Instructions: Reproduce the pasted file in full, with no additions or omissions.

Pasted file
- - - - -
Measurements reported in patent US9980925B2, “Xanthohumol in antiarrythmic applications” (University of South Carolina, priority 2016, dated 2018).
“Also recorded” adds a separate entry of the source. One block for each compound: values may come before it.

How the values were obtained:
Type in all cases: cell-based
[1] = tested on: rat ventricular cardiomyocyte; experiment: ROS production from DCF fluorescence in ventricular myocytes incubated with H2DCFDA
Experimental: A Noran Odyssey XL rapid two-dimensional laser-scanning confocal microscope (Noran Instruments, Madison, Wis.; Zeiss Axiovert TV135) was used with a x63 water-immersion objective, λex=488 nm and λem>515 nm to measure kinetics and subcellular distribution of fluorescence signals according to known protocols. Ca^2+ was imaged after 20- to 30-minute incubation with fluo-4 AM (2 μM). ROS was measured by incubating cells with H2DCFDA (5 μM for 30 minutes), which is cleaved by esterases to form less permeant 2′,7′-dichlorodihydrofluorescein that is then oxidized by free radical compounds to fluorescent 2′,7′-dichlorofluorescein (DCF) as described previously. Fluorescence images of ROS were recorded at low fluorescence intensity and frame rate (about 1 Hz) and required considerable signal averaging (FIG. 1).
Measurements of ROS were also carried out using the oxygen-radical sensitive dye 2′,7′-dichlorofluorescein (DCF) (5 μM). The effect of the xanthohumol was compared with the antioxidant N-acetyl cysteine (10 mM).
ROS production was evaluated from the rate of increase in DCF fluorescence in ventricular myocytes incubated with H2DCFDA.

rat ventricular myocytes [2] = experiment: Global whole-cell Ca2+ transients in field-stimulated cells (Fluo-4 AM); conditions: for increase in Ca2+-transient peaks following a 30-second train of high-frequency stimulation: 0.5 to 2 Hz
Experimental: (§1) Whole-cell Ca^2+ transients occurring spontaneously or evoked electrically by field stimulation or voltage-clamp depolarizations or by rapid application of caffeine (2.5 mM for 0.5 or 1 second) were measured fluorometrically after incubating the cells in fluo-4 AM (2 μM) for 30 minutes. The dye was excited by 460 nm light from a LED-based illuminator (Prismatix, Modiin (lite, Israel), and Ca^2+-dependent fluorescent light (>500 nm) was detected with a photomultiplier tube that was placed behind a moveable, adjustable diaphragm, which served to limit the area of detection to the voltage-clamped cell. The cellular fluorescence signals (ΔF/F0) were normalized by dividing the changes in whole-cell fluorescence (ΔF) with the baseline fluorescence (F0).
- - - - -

Measurements reported in patent US9980925B2, “Xanthohumol in antiarrythmic applications” (University of South Carolina, priority 2016, dated 2018).
“Also recorded” adds a separate entry of the source. One block for each compound: values may come before it.

How the values were obtained:
Type in all cases: cell-based
[1] = tested on: rat ventricular cardiomyocyte; experiment: ROS production from DCF fluorescence in ventricular myocytes incubated with H2DCFDA
Experimental: A Noran Odyssey XL rapid two-dimensional laser-scanning confocal microscope (Noran Instruments, Madison, Wis.; Zeiss Axiovert TV135) was used with a x63 water-immersion objective, λex=488 nm and λem>515 nm to measure kinetics and subcellular distribution of fluorescence signals according to known protocols. Ca^2+ was imaged after 20- to 30-minute incubation with fluo-4 AM (2 μM). ROS was measured by incubating cells with H2DCFDA (5 μM for 30 minutes), which is cleaved by esterases to form less permeant 2′,7′-dichlorodihydrofluorescein that is then oxidized by free radical compounds to fluorescent 2′,7′-dichlorofluorescein (DCF) as described previously. Fluorescence images of ROS were recorded at low fluorescence intensity and frame rate (about 1 Hz) and required considerable signal averaging (FIG. 1).
Measurements of ROS were also carried out using the oxygen-radical sensitive dye 2′,7′-dichlorofluorescein (DCF) (5 μM). The effect of the xanthohumol was compared with the antioxidant N-acetyl cysteine (10 mM).
ROS production was evaluated from the rate of increase in DCF fluorescence in ventricular myocytes incubated with H2DCFDA.

rat ventricular myocytes [2] = experiment: Global whole-cell Ca2+ transients in field-stimulated cells (Fluo-4 AM); conditions: for increase in Ca2+-transient peaks following a 30-second train of high-frequency stimulation: 0.5 to 2 Hz
Experimental: (§1) Whole-cell Ca^2+ transients occurring spontaneously or evoked electrically by field stimulation or voltage-clamp depolarizations or by rapid application of caffeine (2.5 mM for 0.5 or 1 second) were measured fluorometrically after incubating the cells in fluo-4 AM (2 μM) for 30 minutes. The dye was excited by 460 nm light from a LED-based illuminator (Prismatix, Modiin (lite, Israel), and Ca^2+-dependent fluorescent light (>500 nm) was detected with a photomultiplier tube that was placed behind a moveable, adjustable diaphragm, which served to limit the area of detection to the voltage-clamped cell. The cellular fluorescence signals (ΔF/F0) were normalized by dividing the changes in whole-cell fluorescence (ΔF) with the baseline fluorescence (F0).